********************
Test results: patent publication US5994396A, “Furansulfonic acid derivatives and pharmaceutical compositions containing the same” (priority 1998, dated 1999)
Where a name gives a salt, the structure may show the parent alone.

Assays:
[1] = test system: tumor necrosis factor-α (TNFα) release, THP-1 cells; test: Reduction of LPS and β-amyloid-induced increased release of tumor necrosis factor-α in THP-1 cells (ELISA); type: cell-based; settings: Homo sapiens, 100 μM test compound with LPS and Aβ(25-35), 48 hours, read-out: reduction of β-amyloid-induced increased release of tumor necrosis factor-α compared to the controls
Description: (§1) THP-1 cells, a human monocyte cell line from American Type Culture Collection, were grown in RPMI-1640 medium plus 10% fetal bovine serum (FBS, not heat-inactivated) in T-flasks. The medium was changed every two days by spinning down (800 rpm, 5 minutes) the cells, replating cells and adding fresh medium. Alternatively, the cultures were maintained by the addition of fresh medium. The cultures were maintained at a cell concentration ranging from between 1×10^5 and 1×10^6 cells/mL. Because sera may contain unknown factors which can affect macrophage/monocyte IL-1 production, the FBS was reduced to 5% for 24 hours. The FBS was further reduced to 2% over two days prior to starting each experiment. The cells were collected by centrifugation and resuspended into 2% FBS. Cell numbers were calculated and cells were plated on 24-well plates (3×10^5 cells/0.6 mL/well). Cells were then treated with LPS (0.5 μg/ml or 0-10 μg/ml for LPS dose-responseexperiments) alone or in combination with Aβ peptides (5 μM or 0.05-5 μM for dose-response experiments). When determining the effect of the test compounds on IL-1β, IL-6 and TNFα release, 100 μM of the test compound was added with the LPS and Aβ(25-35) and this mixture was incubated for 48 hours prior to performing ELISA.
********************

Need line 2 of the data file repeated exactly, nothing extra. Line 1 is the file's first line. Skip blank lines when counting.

Where a name gives a salt, the structure may show the parent alone.